Overcast   63.0F  |  Forecast »

Using Praise to Build Kids' Confidence – Without Overdoing It

Boosting your child's self esteem is important. But it's a delicate balance for parents. Here are five tips to help you create buoyancy in your children.

Kids often look to parents for performance feedback. They want our approval, and – because we love them to the moon and back – it's easy to go overboard.

Psychologists say the key to building your child's self-confidence is to nurture a growth mindset. You want your child to believe talents and abilities are developed through practice and sustained effort, not that he's already a superstar. That way, he'll feel free to take on any challenge, even if he doesn't succeed immediately.

Older kids may be skeptical of adults' assessments when given too easily. If your child doesn't believe your compliments, he may discount your opinion entirely. Studies show kids think adults make constructive criticisms when they believe a child can improve. Empty accolades may be a sign the adult believes a kid can't do better. School-age kids also sense when praise is manipulative, like when you praise your child after each bite of broccoli.

At any age, sincere words of affirmation can nurture kids' confidence. Follow these praiseworthy tips to build your child up without undermining his motivation.

1. Be specific

"You're so smart!" may roll right off your tongue, but it's best to steer clear of global assessments of kids' capabilities. These statements suggest abilities are fixed: Kids either have the right stuff or they don't. Specific comments show your child areas for growth. When you say, "You've written a wonderful story. Your pictures don't yet capture the action," you inspire your child to improve her artistry.

2. Don't pressure

What you praise – earning 100 percent, scoring the winning goal or completing an enormous achievement in Scouts – can convey unrealistically high expectations if you're not careful. Kids who feel pressured by praise may become pint-sized perfectionists. Recognize kids for making progress toward their goals, not just for outstanding outcomes.

3. Praise the process

"It's best to focus praise on the child's effort and how the child accomplished something," says New York family therapist and fatherhood expert Jeremy Schneider. Say, "You worked hard to finish your homework. When you got frustrated, I like how you didn't give up, but kept trying another way until you figured it out." Don't over-focus on the grade your child earned. Kids who are too invested in achievement avoid activities that don't come easily.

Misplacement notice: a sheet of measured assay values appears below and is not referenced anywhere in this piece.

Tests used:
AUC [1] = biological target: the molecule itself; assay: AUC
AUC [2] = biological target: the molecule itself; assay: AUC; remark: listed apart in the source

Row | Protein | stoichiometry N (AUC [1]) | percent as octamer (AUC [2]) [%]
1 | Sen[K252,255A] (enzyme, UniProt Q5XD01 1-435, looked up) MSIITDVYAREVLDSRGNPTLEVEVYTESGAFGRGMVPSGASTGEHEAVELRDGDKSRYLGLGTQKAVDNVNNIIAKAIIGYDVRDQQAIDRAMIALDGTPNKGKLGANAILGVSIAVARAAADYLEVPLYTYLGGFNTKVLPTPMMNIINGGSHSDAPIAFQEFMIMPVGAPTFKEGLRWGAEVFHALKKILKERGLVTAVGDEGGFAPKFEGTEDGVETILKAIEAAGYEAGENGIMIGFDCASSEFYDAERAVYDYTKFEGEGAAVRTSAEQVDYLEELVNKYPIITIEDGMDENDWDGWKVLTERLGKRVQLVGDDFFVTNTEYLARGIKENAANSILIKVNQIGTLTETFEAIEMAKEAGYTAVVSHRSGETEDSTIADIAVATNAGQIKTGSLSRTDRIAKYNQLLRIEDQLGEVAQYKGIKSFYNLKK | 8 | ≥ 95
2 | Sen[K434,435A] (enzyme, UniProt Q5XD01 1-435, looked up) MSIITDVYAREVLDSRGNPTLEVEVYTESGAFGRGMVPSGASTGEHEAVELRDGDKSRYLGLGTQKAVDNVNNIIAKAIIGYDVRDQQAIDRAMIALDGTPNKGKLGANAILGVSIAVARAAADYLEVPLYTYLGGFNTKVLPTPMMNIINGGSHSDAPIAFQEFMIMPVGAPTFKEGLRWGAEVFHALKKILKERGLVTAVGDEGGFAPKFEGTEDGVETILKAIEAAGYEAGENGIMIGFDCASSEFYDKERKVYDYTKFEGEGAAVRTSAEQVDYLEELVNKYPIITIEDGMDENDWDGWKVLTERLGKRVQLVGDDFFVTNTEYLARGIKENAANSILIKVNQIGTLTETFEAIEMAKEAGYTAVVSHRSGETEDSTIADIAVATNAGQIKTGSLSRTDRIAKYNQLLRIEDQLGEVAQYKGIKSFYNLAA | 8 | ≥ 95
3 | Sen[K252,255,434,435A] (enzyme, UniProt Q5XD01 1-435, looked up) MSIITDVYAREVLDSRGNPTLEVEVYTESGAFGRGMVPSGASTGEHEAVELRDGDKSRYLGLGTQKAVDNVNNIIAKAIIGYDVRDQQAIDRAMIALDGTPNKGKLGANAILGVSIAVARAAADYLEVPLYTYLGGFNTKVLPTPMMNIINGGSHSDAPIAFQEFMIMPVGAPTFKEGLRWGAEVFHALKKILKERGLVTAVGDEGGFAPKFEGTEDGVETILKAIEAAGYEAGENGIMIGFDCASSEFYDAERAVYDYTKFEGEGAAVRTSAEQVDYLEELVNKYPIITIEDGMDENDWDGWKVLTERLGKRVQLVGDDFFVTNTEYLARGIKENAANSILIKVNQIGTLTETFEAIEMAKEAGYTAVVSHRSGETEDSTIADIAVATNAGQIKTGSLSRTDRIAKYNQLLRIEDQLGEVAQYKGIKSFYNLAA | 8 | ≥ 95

4. Get personal

In our competitive culture, it may seem that the best way to motivate your child is to praise her for outperforming her peers. Not so fast! Studies show praising kids for winning makes them bad losers in the long run. Being the best only energizes a child as long as she continues to win. When the streak ends, interest wanes. Praise your child for personal bests, not for coming in first. There's always room for improvement.

5. Practice moderation

When it comes to rewards, less may be more. If you constantly praise your child's behavior, he may feel like he's only doing it to get a reward. Two studies published in the journal Neuron show social rewards like praise and status activate the same parts of the brain as monetary rewards such as bribes and paychecks. The upshot? Just like a professional athlete who earns millions and loses the love of the game, your child's intrinsic desire can be stifled by too much praise.

Add your comment:
Advertisement

More »Latest Articles & Blog Posts

Explore the Grand Canyon in Arizona

Explore the Grand Canyon in Arizona

If you haven't seen the wonder that is the Grand Canyon, you owe it to yourself and your kids to go.

Family Structure: Its Importance and How to Create It

Family Structure: Its Importance and How to Create It

Feeling more like a frazzled family these days? Help fix the problem by creating some structure to help your kids feel secure.

Five Ways to Build Structure in Your Family

Five Ways to Build Structure in Your Family

From chore charts to meal plans, here are a few ways to keep families organized.

Play Food Lollipops Craft for Kids

Play Food Lollipops Craft for Kids

Everyone wants a sweet treat after dinner, even if it's for an imaginary meal! Get the tutorial on how to make these old-school treats reimagined as toys.

Staying Home Alone: How to Know When Your Child is Ready

Staying Home Alone: How to Know When Your Child is Ready

Whether you just want to run an errand or need to hit the gym for a break, it could be time to let your tween stay home alone. Here are a few ways to know your kid is prepared to stay alone.

Chocolate-Chip Pumpkin-Seed Granola Bars

Chocolate-Chip Pumpkin-Seed Granola Bars

Macomb County mom and restaurant-family vet Natalie Buscemi-Hindman keeps recipes simple and delicious – just like this one.

Sanity Saving Tips for Parents

Sanity Saving Tips for Parents

Avoid the chaos this school season with our ABCs of self-care. We've got 26 ways to enter a more Zen state.

Advertisement
Advertisement
Advertisement